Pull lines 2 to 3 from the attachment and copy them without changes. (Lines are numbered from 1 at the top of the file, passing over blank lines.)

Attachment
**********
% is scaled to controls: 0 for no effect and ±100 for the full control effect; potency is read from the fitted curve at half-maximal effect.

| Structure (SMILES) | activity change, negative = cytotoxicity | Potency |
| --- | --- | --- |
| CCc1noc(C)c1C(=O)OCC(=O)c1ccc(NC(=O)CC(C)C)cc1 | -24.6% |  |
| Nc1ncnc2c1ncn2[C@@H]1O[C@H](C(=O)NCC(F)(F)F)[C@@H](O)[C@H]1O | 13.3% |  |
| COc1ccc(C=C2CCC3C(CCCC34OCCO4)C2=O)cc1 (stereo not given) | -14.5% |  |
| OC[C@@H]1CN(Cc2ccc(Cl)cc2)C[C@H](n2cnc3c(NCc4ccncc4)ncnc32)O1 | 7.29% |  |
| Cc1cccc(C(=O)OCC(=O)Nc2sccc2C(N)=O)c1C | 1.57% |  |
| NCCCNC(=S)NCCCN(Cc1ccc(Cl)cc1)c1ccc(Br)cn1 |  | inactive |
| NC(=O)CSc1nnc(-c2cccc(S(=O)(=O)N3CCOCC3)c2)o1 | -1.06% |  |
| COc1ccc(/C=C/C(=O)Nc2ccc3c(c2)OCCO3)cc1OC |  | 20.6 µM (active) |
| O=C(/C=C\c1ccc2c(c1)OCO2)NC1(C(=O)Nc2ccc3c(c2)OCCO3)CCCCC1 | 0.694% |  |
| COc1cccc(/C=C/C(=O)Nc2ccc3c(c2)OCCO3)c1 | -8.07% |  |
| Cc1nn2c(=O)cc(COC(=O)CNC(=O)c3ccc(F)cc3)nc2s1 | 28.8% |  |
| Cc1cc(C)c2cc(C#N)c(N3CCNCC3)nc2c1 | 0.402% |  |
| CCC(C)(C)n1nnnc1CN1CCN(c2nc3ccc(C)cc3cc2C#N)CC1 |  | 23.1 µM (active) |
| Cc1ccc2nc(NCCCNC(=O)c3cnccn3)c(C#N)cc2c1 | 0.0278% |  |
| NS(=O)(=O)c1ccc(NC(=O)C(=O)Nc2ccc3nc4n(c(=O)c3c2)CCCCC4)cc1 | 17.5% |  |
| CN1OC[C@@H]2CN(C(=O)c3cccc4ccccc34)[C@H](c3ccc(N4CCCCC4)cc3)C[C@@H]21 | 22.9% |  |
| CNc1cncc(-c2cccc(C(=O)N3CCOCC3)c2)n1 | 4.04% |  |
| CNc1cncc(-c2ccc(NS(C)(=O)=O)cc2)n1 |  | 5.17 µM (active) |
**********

| Structure (SMILES) | activity change, negative = cytotoxicity | Potency |
| --- | --- | --- |